Though not even in force yet, there has already been criticisms of the proposed new law by Lord Justice Rose10, calling it"conspicuously unclear in circumstances where clarity could easily have been achieved", he went on to say that, although barely in force, that provisions of the Criminal Justice Act 2003 had been "bought into force prematurely before appropriate training could be given". Surely the government should have learnt from its mistakes of poor implementation on this law in the past, and should make every effort to bring clarity to it.
The law fines may not always be clear, though it is there for magistrates to interpret and implement as they see fit. However, there seems little point in using the sentence if it can not be enforced. Between 2000-02 the average payment rate across England and Wales was 59%, 57. 9 million were written off and i?? 90. 4 million were cancelled11. There are several reasons for this high amount, but there seems to be two categories of none payers, those who can not pay, and those who will not pay.
Until recently, if you did not pay your fine, for whatever reason, you would be sent to prison; this view has changed in recent years, making it that this sentence is now used, only if all the other alternatives have failed. Recent Home Office reports have cumulated in three sanctions that the court must carry out while using the sentence, these are enabling, ensuring and enforcing the fines. Enabling methods include allowing the offender to pay the fine in series of instalments12, these instalments normally run for the period of a year; however, as decided in Olliver13, it can be for a longer period in exceptional circumstances.
While allowing these circumstances, Lord Lane C. J. made it clear that "one of the objects of the fine is to remind the offender that what he has done is wrong". Section 85 also enables the magistrates the option of remission, to void all or any part of the fine, if there has been a change of circumstances since his conviction. The court can also ensure that they get the fine by taking the offenders money before it even gets into theirs hands. An attachment of earnings order14 allows the court to take the money directly from the offenders wages, the court can take the money directly from the offenders income support15.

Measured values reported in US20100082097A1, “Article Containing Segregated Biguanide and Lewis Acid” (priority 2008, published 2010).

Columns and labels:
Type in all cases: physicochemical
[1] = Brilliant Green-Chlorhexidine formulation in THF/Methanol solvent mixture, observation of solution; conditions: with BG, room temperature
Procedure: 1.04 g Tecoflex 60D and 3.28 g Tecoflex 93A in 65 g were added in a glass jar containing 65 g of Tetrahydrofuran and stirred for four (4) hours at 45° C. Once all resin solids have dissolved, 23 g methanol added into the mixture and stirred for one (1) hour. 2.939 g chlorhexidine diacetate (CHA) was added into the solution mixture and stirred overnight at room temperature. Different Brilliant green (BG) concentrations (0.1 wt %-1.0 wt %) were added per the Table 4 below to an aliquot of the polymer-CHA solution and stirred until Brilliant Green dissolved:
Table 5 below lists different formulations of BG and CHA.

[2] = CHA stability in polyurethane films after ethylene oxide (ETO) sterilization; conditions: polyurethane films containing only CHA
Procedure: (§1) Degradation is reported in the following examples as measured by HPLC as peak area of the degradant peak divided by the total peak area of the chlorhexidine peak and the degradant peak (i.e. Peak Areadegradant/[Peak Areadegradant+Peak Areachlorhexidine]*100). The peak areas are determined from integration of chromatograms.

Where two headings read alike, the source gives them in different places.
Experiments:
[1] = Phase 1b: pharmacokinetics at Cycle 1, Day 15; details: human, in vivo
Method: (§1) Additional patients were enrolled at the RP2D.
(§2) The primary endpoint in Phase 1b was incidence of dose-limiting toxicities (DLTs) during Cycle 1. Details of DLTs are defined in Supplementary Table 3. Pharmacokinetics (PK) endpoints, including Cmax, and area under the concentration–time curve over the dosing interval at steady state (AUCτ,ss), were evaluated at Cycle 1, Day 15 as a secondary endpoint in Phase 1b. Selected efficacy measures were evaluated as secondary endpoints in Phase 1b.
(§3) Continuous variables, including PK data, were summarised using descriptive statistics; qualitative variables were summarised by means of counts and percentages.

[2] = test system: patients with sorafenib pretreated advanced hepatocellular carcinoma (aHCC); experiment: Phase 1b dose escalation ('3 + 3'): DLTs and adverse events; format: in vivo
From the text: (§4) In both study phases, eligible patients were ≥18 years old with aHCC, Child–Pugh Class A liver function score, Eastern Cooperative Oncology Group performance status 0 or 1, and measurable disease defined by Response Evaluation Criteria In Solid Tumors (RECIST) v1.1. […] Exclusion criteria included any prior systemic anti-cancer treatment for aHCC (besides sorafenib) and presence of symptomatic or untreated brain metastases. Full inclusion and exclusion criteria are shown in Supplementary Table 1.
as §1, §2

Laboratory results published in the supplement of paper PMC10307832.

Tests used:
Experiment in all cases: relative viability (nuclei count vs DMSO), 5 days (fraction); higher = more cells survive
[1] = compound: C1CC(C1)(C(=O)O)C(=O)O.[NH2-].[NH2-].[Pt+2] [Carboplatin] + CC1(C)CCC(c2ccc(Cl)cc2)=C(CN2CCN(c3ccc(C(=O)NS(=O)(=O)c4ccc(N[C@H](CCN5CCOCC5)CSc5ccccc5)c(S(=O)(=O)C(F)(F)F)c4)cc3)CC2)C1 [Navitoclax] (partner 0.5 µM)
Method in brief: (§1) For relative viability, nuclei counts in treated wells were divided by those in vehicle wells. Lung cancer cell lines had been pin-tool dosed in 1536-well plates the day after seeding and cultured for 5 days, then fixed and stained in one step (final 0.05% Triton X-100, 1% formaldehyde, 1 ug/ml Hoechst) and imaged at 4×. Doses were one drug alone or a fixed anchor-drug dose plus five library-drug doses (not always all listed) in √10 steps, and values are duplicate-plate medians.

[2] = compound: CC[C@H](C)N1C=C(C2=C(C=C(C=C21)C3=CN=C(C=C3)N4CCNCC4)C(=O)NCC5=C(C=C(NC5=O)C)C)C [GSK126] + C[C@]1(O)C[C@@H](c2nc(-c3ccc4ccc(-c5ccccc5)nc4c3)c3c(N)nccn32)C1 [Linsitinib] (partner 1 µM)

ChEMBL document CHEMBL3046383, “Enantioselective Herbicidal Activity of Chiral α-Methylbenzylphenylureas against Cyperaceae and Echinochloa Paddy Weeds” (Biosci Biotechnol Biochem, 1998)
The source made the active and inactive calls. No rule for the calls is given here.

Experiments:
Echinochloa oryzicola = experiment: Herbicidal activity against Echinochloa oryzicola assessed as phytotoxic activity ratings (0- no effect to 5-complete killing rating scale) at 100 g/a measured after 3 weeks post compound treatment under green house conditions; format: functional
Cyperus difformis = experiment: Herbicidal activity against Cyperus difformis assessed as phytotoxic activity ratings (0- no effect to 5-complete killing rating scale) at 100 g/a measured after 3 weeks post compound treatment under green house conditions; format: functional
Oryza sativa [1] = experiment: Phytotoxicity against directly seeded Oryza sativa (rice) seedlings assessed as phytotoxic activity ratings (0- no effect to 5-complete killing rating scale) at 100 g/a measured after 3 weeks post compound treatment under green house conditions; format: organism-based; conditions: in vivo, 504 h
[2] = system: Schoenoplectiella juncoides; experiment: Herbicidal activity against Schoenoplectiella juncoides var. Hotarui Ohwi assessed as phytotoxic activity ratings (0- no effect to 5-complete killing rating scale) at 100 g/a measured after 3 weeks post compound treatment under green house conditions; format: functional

The courts also has the power of the Money Payments Supervision Order16, allowing the offender to be searched for money. The magistrates have the most powers to enforce the fine, these range from a driving disqualification17 to having the fine increased18 by 50%. This scheme has been piloted in several areas around the UK, and also gives the offender an incentive to pay the fine early, as it would be reduced by 50%. The enforcement measure vary depending on whether your classified as a "can't payer" or a "won't payer". *** Case law has shown that the courts are increasing favouring these alternatives to sending the offender to prison.
In Oldham Justices19, Simon Brown LJ said that prison should only be used if "no sensible alternative presents itself", a point that was echoed in St Helen's Justices20, which stated that prison could only be used if all other enforcement methods had been attempted or used first. Statute law followed the cases lead and the Criminal Justice Act 2003, though not fully in force yet, states in section 300, that instead of a prison sentence, the offender can be ordered to comply with unpaid work or a curfew order with electronic monitoring.
This does not aid the court in getting more of the fines, and although the systems will use the tax payers money to implement, it will not be as much as the 120 a day that it costs to imprison an offender, it's submitted that this is a step in the right direction. Therefore it can be seen that with the modernising of the law, the ways of enforcing it have followed the trend. The one aim that has always been there is that of equal impact, as mentioned above.
Obviously a 80 fine is going to have little effect on a millionaire, but a major effect on somebody on benefit, in the same way, the thought of a short prison sentence may be acceptable by some and not by others. This point was bought to the attention of the courts by the Home Office Advisory Group21, stating that people with prison experience, high fines and family support would normally just accept a few days in custody to avoid paying the fine. Similarly, should someone be punished if they "can't pay" the fine in the same way and someone who just "won't pay" the fine.
One suggestion on how to tackle this system again comes from Dr. Robin Moore who suggests a multi dimensional approach 1 Bottoms, 1987:180 2 R v Michele Messana (1981) 3 Cr App R (S) 88 3 R v Prince Alfred Fairbairn (1980) 2 Cr App R (S) 315 4 C B. Gibson, Unit fines (1990), Waterside Press, p11 5 Gordon Greig, Clarke ends Court Farce, Fines system scrapped, page 6 6 Heather Mills, Rush over sentencing law 'will lead to chaos'; the new Criminal Justice Act comes into force today. Heather Mills reports, page 2